Anyway, I may not have cared about my birthday in the weeks after my son was born but I will tell you who did… my mother. My guess is that, all those years ago, she probably didn’t express it very well. I don’t know how that call went that day, but we had a lifetime of issues we never really made peace with. It’s likely that we may have only talked briefly.

It doesn’t matter. I know she was was thinking of me on that day and all the birthday before and after that. Whatever the baggage, mothers think about their children on their children’s birthdays. Sometimes it’s about the one thing they are even sure of: “I gave birth to someone special on this very day.”

I get it.

Anyway, I had a great birthday. 39, woot!

(And many thanks to my mom for checking in that morning, too.)

 

6 comments ↓

#1 Run DMT on 07.19.12 at 4:18 am

Well, that was just the coolest thing I’ve read in a while. I totally believe in supernatural moments like that and without a doubt I believe it was definitely your mom wishing you a happy birthday. Did you know that spirits often communicate through electronic devices? (Or so I’ve been told by all the ghost shows on TV.)

Glad you recognized the moment for what it was and took the moment to be thankful for her, your life and your precious children.
Run DMT´s last [type] ..A Bibbidi Bobbidi Boutique Birthday

#2 Lisa on 07.19.12 at 9:04 am

Okay, THIS made me tear up:

Sometimes it’s about the one thing they are even sure of: “I gave birth to someone special on this very day.”

I’m so happy you Mom called to say she loved you (then and now)

#3 Diane on 07.19.12 at 9:20 am

Caroline, this is so beautiful. What an incredible moment. Your insight is, as always, spot on. Happy belated birthday! I will be thinking of you in the coming weeks.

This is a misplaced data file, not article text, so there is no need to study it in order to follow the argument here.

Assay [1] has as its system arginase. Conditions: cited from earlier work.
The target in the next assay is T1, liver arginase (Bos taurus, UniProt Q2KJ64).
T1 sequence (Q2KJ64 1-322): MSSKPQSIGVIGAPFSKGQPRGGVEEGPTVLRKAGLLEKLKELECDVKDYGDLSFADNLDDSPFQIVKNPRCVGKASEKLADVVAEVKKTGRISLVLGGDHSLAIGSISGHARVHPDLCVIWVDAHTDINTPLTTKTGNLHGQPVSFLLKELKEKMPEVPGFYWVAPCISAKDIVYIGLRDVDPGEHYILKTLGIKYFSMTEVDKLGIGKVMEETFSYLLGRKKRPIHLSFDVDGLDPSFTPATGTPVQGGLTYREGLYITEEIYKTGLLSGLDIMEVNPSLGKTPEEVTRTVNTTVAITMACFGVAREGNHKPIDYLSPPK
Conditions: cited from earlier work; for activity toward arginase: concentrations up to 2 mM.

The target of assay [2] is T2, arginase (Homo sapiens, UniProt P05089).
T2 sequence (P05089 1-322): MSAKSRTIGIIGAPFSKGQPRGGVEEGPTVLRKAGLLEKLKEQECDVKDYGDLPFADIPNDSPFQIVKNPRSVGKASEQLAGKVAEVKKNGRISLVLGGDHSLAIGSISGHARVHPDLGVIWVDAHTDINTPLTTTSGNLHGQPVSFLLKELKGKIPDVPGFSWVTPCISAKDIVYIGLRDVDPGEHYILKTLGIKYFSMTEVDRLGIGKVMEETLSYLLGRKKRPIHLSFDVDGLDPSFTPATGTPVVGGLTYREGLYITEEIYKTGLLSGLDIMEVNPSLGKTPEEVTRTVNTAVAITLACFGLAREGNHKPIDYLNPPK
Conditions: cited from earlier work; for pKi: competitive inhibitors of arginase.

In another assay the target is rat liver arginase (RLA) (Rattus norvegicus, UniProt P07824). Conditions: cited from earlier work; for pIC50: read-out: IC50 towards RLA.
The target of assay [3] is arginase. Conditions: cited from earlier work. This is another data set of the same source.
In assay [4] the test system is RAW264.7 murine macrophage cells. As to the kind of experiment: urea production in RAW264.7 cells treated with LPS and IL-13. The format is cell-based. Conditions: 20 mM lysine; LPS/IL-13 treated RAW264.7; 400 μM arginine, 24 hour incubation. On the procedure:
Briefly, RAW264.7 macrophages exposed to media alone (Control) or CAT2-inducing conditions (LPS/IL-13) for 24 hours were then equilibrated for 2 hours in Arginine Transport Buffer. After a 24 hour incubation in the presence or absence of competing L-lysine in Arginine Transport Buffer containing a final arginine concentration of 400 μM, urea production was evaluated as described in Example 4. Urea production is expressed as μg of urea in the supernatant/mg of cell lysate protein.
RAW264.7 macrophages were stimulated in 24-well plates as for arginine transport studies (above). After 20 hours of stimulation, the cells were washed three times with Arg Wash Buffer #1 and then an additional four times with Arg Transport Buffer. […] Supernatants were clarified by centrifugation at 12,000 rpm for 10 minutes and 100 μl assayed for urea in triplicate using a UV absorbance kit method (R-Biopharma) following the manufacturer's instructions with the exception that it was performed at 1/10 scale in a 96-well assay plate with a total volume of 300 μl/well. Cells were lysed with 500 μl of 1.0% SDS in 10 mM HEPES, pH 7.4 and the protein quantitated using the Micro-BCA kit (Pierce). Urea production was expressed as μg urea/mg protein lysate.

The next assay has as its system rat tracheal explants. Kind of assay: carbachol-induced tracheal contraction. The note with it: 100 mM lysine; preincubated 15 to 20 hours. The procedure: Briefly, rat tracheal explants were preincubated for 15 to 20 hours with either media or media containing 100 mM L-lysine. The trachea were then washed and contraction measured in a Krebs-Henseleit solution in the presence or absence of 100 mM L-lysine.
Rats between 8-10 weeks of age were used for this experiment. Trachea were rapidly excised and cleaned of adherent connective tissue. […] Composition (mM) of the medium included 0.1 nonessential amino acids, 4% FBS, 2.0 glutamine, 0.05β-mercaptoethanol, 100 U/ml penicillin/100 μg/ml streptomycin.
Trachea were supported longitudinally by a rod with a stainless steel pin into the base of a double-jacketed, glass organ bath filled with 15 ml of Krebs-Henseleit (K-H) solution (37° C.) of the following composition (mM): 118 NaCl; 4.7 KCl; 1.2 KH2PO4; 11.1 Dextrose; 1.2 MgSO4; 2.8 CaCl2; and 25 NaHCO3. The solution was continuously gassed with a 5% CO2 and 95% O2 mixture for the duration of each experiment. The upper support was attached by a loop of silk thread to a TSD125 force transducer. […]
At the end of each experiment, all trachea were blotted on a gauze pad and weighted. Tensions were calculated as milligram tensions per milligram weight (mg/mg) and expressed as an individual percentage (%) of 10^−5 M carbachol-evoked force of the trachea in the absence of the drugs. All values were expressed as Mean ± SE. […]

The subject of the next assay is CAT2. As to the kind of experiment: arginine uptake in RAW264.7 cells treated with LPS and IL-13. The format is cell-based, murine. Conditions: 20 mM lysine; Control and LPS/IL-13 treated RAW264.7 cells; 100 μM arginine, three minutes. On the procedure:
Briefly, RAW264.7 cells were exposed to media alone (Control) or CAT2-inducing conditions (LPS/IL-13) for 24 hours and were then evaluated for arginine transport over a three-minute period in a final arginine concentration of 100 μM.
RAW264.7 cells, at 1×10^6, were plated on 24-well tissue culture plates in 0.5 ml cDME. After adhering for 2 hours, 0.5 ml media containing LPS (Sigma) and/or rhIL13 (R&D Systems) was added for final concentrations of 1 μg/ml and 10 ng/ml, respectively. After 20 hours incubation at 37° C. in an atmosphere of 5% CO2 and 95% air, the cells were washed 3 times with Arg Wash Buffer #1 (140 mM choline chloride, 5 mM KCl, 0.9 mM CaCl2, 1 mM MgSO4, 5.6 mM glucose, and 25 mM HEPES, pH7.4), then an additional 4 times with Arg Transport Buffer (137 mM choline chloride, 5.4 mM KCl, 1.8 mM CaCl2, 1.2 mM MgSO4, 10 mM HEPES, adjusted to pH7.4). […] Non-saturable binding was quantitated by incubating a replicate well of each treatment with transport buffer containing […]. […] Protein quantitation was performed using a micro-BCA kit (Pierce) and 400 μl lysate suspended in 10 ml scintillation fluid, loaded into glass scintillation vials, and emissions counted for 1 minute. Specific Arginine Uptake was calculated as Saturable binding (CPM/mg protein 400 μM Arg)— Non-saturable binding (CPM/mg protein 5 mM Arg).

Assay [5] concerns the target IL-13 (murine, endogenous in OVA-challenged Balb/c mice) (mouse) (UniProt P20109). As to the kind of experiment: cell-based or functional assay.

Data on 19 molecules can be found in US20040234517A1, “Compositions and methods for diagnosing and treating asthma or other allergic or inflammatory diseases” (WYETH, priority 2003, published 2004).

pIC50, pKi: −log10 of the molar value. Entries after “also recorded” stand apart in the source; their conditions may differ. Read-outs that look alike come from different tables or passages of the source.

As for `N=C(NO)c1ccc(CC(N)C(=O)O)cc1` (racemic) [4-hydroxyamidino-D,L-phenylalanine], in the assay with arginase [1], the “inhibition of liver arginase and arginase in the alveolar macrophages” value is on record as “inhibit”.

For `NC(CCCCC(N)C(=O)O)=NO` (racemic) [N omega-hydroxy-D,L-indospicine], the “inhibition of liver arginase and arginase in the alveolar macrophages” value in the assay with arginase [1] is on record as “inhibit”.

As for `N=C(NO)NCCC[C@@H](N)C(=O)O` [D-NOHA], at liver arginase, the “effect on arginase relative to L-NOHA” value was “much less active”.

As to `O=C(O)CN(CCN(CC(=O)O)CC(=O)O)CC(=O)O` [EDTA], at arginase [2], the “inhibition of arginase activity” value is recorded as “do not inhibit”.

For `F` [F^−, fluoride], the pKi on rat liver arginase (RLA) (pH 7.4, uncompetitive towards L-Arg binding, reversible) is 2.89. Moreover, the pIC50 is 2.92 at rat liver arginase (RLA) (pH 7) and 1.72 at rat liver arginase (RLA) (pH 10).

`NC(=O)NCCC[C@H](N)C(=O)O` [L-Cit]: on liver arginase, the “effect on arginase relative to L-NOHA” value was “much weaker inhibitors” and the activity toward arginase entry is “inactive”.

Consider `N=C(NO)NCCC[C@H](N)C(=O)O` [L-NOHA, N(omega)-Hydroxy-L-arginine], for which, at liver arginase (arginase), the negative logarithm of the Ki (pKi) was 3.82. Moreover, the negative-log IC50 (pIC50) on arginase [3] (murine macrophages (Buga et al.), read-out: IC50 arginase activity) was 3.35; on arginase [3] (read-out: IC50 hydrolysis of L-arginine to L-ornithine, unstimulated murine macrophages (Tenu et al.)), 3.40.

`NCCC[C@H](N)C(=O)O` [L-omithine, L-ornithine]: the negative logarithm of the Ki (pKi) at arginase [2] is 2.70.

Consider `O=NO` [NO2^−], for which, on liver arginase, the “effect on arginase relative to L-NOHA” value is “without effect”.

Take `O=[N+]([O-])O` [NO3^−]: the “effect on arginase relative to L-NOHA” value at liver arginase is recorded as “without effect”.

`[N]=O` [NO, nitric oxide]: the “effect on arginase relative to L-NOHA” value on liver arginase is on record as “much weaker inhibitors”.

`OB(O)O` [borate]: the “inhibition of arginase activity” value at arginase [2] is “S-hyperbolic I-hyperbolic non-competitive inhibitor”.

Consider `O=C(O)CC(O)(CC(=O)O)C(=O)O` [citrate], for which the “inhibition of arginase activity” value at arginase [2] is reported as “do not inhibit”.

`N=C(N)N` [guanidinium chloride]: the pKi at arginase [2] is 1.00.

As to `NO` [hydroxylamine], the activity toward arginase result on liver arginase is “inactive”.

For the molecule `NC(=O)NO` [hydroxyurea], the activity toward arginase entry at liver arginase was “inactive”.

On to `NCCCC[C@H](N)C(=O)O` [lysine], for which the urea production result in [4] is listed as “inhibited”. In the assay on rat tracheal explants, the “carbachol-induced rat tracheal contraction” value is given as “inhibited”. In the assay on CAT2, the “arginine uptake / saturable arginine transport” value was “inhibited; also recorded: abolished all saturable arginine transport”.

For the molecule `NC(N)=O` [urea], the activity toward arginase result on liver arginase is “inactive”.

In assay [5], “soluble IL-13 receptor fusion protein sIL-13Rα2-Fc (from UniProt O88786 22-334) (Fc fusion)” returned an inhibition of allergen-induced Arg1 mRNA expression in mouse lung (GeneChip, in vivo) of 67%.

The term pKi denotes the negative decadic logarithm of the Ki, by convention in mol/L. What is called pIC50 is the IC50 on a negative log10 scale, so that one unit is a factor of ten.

Diane´s last [type] ..This way you have to make it yourself if you want to see how awesome it is

#4 MauraLessa on 07.19.12 at 10:02 am

Love this!! I believe in those happenings, too. I was going through a tough time lately and had prayed for my dearly loved grandfather, who passed away nearly three years ago, to give me guidance. (Relevant side note: We always think of him when we see butterflies.) Anyway, I went to church for the first time in years and there it was. The pastor was wearing a vestment covered in embroidered butterflies. And, the sermon was exactly what I needed to hear. I sobbed the whole service.

Sorry to bogart your comments. I am glad you felt close to your mom on your birthday and I love the lesson you took from it.

Cheers!

#5 Jesabes on 07.19.12 at 1:38 pm

I found this through Diane and am so glad she linked it. This made me cry and want to go hug my own mom.

#6 Nan on 07.26.12 at 6:14 pm

Your perceptions, insight, and ability to voice them contine to be a gift in my life. (As always, I hope this is all being stored for the boys)

When we lived in Venezuela as early teens, I was shocked to see the Europeans that lived there celebrate the parents on a child’s birthday. They said that the parent is mostly responsible for how that child is growing and developing, and they deserve the applause and encouragement. For a 12 year old it was a bit of a disappointment, but time has shown the me the wise reality of the thoughts.
I’m glad that you saw and felt such a special moment in time, Caroline. They make life worthwhile.